One of the things about living in the south (Zone 9) is that things that normally happen in late spring happen a whole lot earlier on the calendar here. Traditionally, Arbor Day is celebrated the last Friday in April (April 26 in 2013). In most of Texas though, and especially down here in the swamp, if you plant a tree that late, it will fry in the summer sun.
So around here we had Arbor Day instead of Groundhog Day. The city’s tree care organization came to our neighborhood last Saturday, and for February 2nd, I went and helped a group of volunteers plant about 100 trees. It felt like the perfect celebration of Imbolc, in a way, since the “first stirrings of spring” here mean the first inklings of how warm it’s going to get!
Planting the trees now ensures that they’ll have plenty of time to get over transplant shock before it gets hot, and the community association will still need to water them periodically over the summer to help them withstand the heat. These are native trees though, so once they get established they will live a long time. The ones we were planting were mostly to replace trees that had been lost in the severe droughts the last few summers.
A pagan friend and I went as a tree-planting-team, and we had a lot of fun. It was 75 degrees and brightly sunny, and really a perfect way for me to celebrate the coming of spring. I said a little blessing for each tree as we planted it, and I’ve also said a general blessing for all of the trees. Together, she and I put six new trees in the ground – a live oak and five pines. They were large and healthy (all taller than I am), and should be off to a good start. I hope that they will thrive in their new homes, and continue to bring shade and beauty to the community spaces in my neighborhood, as well as provide homes for all of the birds that live in the green areas (and the myriad squirrels).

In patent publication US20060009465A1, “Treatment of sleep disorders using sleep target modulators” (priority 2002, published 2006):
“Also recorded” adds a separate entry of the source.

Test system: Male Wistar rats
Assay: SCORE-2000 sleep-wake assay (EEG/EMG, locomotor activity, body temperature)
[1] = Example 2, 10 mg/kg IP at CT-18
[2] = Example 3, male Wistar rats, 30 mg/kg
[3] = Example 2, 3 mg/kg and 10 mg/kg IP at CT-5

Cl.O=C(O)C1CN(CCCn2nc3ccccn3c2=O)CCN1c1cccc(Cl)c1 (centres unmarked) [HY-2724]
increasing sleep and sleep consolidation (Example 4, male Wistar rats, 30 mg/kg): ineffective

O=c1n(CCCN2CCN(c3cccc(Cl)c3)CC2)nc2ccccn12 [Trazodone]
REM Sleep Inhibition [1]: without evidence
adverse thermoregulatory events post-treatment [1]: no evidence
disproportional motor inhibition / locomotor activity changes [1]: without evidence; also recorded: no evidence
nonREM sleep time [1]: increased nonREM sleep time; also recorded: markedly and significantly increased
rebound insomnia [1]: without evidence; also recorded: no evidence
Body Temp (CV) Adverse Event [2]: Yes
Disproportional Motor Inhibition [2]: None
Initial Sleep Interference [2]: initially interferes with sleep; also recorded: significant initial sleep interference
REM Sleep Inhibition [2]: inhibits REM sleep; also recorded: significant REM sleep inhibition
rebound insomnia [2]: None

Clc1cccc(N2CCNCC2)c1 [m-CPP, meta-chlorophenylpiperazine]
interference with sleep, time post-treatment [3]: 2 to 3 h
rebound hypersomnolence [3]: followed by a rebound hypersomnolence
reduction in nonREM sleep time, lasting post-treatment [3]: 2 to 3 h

I love that acorns and pine cones are so frequently thought of as symbols of trees, and that there are varieties of oak and pine trees that live in all kinds of diverse places, so I can enjoy these symbols as both part of ADF’s shared mythos and part of my own, local, personal Druidry.